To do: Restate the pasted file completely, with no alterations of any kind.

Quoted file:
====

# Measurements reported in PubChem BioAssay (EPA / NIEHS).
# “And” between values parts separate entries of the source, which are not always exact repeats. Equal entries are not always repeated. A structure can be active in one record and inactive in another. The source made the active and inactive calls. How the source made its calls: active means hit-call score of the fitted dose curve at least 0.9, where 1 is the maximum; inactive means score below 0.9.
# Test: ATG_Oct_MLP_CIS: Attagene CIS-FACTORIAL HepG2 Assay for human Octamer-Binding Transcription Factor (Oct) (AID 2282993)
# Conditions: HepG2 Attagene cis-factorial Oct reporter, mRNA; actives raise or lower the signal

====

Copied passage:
# Measurements reported in PubChem BioAssay (EPA / NIEHS).
# “And” between values parts separate entries of the source, which are not always exact repeats. Equal entries are not always repeated. A structure can be active in one record and inactive in another. The source made the active and inactive calls. How the source made its calls: active means hit-call score of the fitted dose curve at least 0.9, where 1 is the maximum; inactive means score below 0.9.
# Test: ATG_Oct_MLP_CIS: Attagene CIS-FACTORIAL HepG2 Assay for human Octamer-Binding Transcription Factor (Oct) (AID 2282993)
# Conditions: HepG2 Attagene cis-factorial Oct reporter, mRNA; actives raise or lower the signal